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Traditional U.S. food retailers are in a classic squeeze. As Wal-Mart devours customers at the low end of the price spectrum, specialty food retailers are luring away high-end customers with gourmet fare. Poor supermarkets are in some ways like department stores: caught in the middle, often with rising labor costs and shrinking customer loyalty.

But few industries are as quick to respond to customers' desires as the food retail trade. The industry's trade association, the Food Marketing Institute, frequently funds consumer research and advises its members on new ways to use cash register scanner data to track changing customer preferences.

It may, however, take some awfully creative analysis of scanner data to deal with a raft of new fundamental issues facing these retailers. First, they are volume-driven mass-market enterprises operating in an increasingly segmented consumer environment. Second, an aging population may mean smaller households that put fewer items in their shopping carts.

Food retailers must also deal with another size issue: the average household is smaller but the average person in them is bigger. Obesity has become almost a national obsession as aging Baby Boomers bulk up. The last thing any supermarket needs is to be considered one of the villains in the waistline wars.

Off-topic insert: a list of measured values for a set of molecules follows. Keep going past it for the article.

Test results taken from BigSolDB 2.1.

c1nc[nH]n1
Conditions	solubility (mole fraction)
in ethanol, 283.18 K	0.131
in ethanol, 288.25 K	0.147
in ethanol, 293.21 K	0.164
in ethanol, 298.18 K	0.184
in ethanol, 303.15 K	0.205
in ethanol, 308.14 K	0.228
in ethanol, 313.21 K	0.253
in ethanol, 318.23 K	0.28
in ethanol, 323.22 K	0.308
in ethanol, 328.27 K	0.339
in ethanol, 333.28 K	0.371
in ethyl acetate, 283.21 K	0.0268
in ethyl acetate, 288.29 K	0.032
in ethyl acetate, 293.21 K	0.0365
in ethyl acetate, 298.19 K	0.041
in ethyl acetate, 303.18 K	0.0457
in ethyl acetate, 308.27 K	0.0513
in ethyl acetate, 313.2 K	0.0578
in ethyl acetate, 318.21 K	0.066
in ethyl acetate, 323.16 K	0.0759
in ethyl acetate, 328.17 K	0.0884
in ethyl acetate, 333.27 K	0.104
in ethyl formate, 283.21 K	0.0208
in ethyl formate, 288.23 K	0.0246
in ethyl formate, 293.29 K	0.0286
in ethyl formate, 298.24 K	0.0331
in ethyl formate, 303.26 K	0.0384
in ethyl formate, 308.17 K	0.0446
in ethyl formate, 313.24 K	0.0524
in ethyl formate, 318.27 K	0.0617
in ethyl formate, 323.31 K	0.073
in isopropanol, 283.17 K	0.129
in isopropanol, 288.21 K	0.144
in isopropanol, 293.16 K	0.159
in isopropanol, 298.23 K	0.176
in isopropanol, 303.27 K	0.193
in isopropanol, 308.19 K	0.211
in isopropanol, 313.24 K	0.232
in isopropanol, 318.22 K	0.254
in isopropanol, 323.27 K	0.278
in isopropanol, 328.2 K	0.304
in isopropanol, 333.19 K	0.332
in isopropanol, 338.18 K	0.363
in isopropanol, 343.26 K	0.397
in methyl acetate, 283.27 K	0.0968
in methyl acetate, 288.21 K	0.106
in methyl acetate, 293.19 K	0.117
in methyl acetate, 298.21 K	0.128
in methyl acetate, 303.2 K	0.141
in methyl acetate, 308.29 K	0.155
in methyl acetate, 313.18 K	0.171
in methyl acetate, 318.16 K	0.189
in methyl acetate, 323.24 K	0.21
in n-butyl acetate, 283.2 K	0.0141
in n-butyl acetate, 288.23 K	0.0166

Clearly, changing consumer food preferences may prove to be as big, if not a bigger, problem for supermarkets than the threat from Wal-Mart. The advantage food retailers have is that with a few big chains owning most of the over 30,000 supermarkets nationwide, they can conduct consumer research on a scale matched only by the Census Bureau.

Here are some of the questions such research might explore: What household type spends the most or least on food at home and how are they changing? Which segment of the population is the most overweight, and how will that affect their food shopping behavior?

Each store trading area is different, but national data sheds light on those questions. The household type that spends the most money on food is, of course, a married couple with children, which spends 33 percent more on a weekly basis than married couples with no children. But married couples with kids are only 24 percent of all households, and in many places they account for less than 20 percent of households, while couples with no kids are 28 percent of all households.

In more than two-thirds of married-with-children households, both husband and wife work. And, a rising percentage of those families have teenage children who may have a driver's license, a part-time job or after-school sports activities. Members of such families are spending less time at home and less time eating together.

The result? From 1996 to 2001, according to the Bureau of Labor Statistics, married couples with children reduced the fraction of their food budget spent on food at home from 62 percent to 59 percent. That reduction of over $7 billion a year in at-home food spending directly hit supermarkets' best customers.